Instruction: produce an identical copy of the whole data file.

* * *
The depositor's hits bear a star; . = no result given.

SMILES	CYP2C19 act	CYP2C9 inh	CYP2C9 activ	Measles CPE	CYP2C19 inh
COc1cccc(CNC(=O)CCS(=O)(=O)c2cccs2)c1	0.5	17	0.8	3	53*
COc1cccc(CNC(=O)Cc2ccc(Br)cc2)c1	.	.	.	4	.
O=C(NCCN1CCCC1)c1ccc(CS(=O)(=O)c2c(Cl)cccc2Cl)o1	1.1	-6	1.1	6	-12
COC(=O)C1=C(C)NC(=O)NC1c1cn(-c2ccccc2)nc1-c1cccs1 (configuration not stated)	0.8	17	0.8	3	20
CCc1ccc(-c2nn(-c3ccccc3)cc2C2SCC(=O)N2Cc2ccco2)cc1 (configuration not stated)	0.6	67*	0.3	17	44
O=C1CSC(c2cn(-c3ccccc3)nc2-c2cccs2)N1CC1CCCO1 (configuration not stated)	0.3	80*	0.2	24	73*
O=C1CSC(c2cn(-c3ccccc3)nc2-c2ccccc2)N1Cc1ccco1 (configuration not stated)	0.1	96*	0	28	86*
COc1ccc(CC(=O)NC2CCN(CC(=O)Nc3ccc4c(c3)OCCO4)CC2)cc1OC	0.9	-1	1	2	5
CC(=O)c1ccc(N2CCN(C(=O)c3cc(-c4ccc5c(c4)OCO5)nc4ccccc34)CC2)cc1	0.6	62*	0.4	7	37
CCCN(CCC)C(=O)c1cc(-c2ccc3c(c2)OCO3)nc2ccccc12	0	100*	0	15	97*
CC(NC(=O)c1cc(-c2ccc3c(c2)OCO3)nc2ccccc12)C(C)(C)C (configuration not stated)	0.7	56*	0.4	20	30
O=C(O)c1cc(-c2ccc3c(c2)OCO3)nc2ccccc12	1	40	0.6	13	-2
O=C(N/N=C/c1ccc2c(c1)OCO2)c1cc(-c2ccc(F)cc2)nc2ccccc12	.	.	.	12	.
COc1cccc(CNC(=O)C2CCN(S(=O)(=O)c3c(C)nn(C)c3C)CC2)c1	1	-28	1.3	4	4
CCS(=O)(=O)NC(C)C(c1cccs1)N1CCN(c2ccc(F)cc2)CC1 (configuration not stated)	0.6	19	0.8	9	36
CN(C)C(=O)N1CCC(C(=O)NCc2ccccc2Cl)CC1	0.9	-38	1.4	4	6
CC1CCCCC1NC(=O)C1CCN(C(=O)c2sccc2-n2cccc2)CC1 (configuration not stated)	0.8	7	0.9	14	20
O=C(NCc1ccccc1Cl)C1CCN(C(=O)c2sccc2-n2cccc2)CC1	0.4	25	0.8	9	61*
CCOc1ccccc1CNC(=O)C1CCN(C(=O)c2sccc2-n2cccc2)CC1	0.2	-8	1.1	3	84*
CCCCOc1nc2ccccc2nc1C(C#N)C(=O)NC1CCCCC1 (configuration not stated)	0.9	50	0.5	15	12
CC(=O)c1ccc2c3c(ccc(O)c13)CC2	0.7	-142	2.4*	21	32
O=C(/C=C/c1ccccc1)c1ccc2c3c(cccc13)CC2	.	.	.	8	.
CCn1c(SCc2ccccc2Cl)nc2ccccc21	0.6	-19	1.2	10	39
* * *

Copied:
The depositor's hits bear a star; . = no result given.

SMILES	CYP2C19 act	CYP2C9 inh	CYP2C9 activ	Measles CPE	CYP2C19 inh
COc1cccc(CNC(=O)CCS(=O)(=O)c2cccs2)c1	0.5	17	0.8	3	53*
COc1cccc(CNC(=O)Cc2ccc(Br)cc2)c1	.	.	.	4	.
O=C(NCCN1CCCC1)c1ccc(CS(=O)(=O)c2c(Cl)cccc2Cl)o1	1.1	-6	1.1	6	-12
COC(=O)C1=C(C)NC(=O)NC1c1cn(-c2ccccc2)nc1-c1cccs1 (configuration not stated)	0.8	17	0.8	3	20
CCc1ccc(-c2nn(-c3ccccc3)cc2C2SCC(=O)N2Cc2ccco2)cc1 (configuration not stated)	0.6	67*	0.3	17	44
O=C1CSC(c2cn(-c3ccccc3)nc2-c2cccs2)N1CC1CCCO1 (configuration not stated)	0.3	80*	0.2	24	73*
O=C1CSC(c2cn(-c3ccccc3)nc2-c2ccccc2)N1Cc1ccco1 (configuration not stated)	0.1	96*	0	28	86*
COc1ccc(CC(=O)NC2CCN(CC(=O)Nc3ccc4c(c3)OCCO4)CC2)cc1OC	0.9	-1	1	2	5
CC(=O)c1ccc(N2CCN(C(=O)c3cc(-c4ccc5c(c4)OCO5)nc4ccccc34)CC2)cc1	0.6	62*	0.4	7	37
CCCN(CCC)C(=O)c1cc(-c2ccc3c(c2)OCO3)nc2ccccc12	0	100*	0	15	97*
CC(NC(=O)c1cc(-c2ccc3c(c2)OCO3)nc2ccccc12)C(C)(C)C (configuration not stated)	0.7	56*	0.4	20	30
O=C(O)c1cc(-c2ccc3c(c2)OCO3)nc2ccccc12	1	40	0.6	13	-2
O=C(N/N=C/c1ccc2c(c1)OCO2)c1cc(-c2ccc(F)cc2)nc2ccccc12	.	.	.	12	.
COc1cccc(CNC(=O)C2CCN(S(=O)(=O)c3c(C)nn(C)c3C)CC2)c1	1	-28	1.3	4	4
CCS(=O)(=O)NC(C)C(c1cccs1)N1CCN(c2ccc(F)cc2)CC1 (configuration not stated)	0.6	19	0.8	9	36
CN(C)C(=O)N1CCC(C(=O)NCc2ccccc2Cl)CC1	0.9	-38	1.4	4	6
CC1CCCCC1NC(=O)C1CCN(C(=O)c2sccc2-n2cccc2)CC1 (configuration not stated)	0.8	7	0.9	14	20
O=C(NCc1ccccc1Cl)C1CCN(C(=O)c2sccc2-n2cccc2)CC1	0.4	25	0.8	9	61*
CCOc1ccccc1CNC(=O)C1CCN(C(=O)c2sccc2-n2cccc2)CC1	0.2	-8	1.1	3	84*
CCCCOc1nc2ccccc2nc1C(C#N)C(=O)NC1CCCCC1 (configuration not stated)	0.9	50	0.5	15	12
CC(=O)c1ccc2c3c(ccc(O)c13)CC2	0.7	-142	2.4*	21	32
O=C(/C=C/c1ccccc1)c1ccc2c3c(cccc13)CC2	.	.	.	8	.
CCn1c(SCc2ccccc2Cl)nc2ccccc21	0.6	-19	1.2	10	39